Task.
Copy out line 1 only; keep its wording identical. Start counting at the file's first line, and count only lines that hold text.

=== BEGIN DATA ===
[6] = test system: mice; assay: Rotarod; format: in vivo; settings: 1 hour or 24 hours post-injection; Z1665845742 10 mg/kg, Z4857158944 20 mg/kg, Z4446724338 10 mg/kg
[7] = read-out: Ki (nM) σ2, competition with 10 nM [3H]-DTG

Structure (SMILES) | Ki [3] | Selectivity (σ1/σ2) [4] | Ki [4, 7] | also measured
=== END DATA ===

[6] = test system: mice; assay: Rotarod; format: in vivo; settings: 1 hour or 24 hours post-injection; Z1665845742 10 mg/kg, Z4857158944 20 mg/kg, Z4446724338 10 mg/kg